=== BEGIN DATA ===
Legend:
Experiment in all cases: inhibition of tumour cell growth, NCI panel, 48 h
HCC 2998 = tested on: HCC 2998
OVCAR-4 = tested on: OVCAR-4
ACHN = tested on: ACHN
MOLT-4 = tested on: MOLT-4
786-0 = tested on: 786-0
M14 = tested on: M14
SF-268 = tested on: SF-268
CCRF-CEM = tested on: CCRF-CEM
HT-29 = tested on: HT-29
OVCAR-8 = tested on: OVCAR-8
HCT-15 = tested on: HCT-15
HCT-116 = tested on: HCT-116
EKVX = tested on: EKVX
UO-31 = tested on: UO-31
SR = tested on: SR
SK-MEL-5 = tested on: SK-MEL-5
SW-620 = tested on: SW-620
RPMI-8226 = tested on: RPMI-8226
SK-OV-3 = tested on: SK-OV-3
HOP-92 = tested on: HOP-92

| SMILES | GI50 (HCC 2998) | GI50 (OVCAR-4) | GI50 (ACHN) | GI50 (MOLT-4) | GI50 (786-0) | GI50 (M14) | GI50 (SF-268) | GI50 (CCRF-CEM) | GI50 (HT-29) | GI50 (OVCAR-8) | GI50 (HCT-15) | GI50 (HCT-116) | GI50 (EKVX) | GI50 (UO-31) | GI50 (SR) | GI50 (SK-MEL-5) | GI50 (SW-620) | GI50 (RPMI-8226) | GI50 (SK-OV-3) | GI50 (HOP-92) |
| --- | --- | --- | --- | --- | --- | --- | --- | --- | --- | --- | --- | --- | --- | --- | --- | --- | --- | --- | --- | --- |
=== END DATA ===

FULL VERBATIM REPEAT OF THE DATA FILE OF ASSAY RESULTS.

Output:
Legend:
Experiment in all cases: inhibition of tumour cell growth, NCI panel, 48 h
HCC 2998 = tested on: HCC 2998
OVCAR-4 = tested on: OVCAR-4
ACHN = tested on: ACHN
MOLT-4 = tested on: MOLT-4
786-0 = tested on: 786-0
M14 = tested on: M14
SF-268 = tested on: SF-268
CCRF-CEM = tested on: CCRF-CEM
HT-29 = tested on: HT-29
OVCAR-8 = tested on: OVCAR-8
HCT-15 = tested on: HCT-15
HCT-116 = tested on: HCT-116
EKVX = tested on: EKVX
UO-31 = tested on: UO-31
SR = tested on: SR
SK-MEL-5 = tested on: SK-MEL-5
SW-620 = tested on: SW-620
RPMI-8226 = tested on: RPMI-8226
SK-OV-3 = tested on: SK-OV-3
HOP-92 = tested on: HOP-92

| SMILES | GI50 (HCC 2998) | GI50 (OVCAR-4) | GI50 (ACHN) | GI50 (MOLT-4) | GI50 (786-0) | GI50 (M14) | GI50 (SF-268) | GI50 (CCRF-CEM) | GI50 (HT-29) | GI50 (OVCAR-8) | GI50 (HCT-15) | GI50 (HCT-116) | GI50 (EKVX) | GI50 (UO-31) | GI50 (SR) | GI50 (SK-MEL-5) | GI50 (SW-620) | GI50 (RPMI-8226) | GI50 (SK-OV-3) | GI50 (HOP-92) |
| --- | --- | --- | --- | --- | --- | --- | --- | --- | --- | --- | --- | --- | --- | --- | --- | --- | --- | --- | --- | --- |